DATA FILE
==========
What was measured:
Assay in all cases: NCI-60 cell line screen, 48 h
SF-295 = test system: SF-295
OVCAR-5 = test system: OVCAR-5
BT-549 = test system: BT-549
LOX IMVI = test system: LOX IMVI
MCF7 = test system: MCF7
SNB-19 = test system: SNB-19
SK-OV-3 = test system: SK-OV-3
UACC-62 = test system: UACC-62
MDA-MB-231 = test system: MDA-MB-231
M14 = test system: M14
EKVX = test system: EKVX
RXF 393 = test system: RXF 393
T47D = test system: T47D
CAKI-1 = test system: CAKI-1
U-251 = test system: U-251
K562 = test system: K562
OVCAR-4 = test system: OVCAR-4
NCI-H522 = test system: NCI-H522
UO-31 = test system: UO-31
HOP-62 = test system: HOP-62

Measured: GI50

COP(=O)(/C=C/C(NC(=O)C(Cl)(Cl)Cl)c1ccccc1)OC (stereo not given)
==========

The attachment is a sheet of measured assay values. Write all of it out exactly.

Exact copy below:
What was measured:
Assay in all cases: NCI-60 cell line screen, 48 h
SF-295 = test system: SF-295
OVCAR-5 = test system: OVCAR-5
BT-549 = test system: BT-549
LOX IMVI = test system: LOX IMVI
MCF7 = test system: MCF7
SNB-19 = test system: SNB-19
SK-OV-3 = test system: SK-OV-3
UACC-62 = test system: UACC-62
MDA-MB-231 = test system: MDA-MB-231
M14 = test system: M14
EKVX = test system: EKVX
RXF 393 = test system: RXF 393
T47D = test system: T47D
CAKI-1 = test system: CAKI-1
U-251 = test system: U-251
K562 = test system: K562
OVCAR-4 = test system: OVCAR-4
NCI-H522 = test system: NCI-H522
UO-31 = test system: UO-31
HOP-62 = test system: HOP-62

Measured: GI50

COP(=O)(/C=C/C(NC(=O)C(Cl)(Cl)Cl)c1ccccc1)OC (stereo not given)